In spite of the record figures in terms of tourist arrivals, bed nights and tourist spending, the tourism stakeholders are very aware that not everything in the garden is rosy. The ToM Business Supplement reported (27th March) about a number of unlicensed accommodation establishments who last year evaded VAT and taxes. It goes without saying that such accommodation establishments may have not been subject to any form of quality control on their product. Such unlicensed accommodation establishments may have also created some distortions in price structures, particularly for hospitality enterprises. Interestingly, another ToM article (25th March) featured a summary of some findings from an MTA research about the highs and lows of tourism in Malta. For instance, it reiterated the importance of improving aesthetics in Maltese tourism zones. It reported that eight per cent of visitors said they would not return to Malta. Apparently, some informants complained of a dirty environment, excessive building, bad experiences with accommodation, poor transport and unfriendly locals. This same article hints that MTA may set up quality assurance structures as it wants to measure sustainability. It mentions some of the challenges of the tourism industry and makes a few recommendations which resonate with the national policies.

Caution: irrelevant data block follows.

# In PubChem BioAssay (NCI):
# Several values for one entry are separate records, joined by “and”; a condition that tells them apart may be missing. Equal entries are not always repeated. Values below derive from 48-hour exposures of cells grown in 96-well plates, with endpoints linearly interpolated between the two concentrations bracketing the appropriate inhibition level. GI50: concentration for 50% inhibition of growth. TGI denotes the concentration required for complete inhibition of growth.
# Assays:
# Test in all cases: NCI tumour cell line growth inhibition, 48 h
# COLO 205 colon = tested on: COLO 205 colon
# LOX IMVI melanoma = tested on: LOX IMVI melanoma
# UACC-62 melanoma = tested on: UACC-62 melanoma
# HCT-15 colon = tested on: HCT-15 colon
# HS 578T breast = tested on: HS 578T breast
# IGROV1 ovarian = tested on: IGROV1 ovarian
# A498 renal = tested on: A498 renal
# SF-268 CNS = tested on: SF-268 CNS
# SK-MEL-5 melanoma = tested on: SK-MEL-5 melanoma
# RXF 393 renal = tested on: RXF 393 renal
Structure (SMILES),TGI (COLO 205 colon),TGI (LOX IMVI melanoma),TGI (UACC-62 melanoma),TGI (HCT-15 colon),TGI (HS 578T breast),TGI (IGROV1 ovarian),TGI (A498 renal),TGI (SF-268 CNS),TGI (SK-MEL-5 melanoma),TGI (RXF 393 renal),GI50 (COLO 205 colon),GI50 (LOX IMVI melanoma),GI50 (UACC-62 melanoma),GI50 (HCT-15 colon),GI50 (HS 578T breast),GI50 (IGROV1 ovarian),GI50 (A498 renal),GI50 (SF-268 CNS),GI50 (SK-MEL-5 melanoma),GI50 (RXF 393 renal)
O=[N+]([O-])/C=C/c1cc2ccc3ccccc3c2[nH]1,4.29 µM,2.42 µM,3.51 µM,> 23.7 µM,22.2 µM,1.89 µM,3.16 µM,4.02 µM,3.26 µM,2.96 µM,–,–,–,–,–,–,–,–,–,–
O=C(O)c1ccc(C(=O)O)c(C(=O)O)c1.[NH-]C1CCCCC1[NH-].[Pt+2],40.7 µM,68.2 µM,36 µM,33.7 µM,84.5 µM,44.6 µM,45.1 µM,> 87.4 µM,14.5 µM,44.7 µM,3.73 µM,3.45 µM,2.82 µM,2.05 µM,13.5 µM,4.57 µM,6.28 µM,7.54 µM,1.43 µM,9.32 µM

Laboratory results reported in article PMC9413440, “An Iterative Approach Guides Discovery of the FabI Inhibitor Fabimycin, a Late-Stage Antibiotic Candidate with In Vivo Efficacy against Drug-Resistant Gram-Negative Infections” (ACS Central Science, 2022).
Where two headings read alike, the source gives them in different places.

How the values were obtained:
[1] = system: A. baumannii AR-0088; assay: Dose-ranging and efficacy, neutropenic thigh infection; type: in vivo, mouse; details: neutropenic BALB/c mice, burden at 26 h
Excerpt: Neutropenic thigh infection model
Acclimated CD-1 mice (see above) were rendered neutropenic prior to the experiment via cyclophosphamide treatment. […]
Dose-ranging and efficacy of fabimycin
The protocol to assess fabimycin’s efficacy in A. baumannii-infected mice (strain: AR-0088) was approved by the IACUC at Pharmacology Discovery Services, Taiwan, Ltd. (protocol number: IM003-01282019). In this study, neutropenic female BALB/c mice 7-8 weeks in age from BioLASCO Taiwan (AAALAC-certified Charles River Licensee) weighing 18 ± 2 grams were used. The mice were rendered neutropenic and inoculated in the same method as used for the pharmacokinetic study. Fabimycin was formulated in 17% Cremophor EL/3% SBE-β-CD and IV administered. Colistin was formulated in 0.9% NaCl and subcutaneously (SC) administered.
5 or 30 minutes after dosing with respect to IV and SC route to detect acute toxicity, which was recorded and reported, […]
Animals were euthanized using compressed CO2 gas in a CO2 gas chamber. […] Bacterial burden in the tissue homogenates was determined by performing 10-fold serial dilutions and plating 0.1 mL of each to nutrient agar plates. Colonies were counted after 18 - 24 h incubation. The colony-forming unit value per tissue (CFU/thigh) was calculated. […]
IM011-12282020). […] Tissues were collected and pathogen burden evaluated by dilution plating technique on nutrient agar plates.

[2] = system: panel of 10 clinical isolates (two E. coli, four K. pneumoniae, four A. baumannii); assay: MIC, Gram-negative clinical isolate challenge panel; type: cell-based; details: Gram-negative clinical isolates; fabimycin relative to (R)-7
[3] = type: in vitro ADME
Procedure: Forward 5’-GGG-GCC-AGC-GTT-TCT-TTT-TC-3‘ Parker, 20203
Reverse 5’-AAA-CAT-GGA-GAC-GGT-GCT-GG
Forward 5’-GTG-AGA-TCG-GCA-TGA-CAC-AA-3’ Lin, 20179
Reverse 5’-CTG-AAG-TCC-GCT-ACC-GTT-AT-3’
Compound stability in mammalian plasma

In conclusion, this contribution suggests that frequent situation analyses (and longitudinal studies) may possibly give a better picture of our product offering and service quality. Certain findings may be an eye-opener for some stakeholders as there are some issues which will have to be addressed in the foreseeable future.

The views expressed in this article are my own – Drmarkcamilleri.com

 

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Tourism’s Impact on Economic Development and Competitiveness

oecd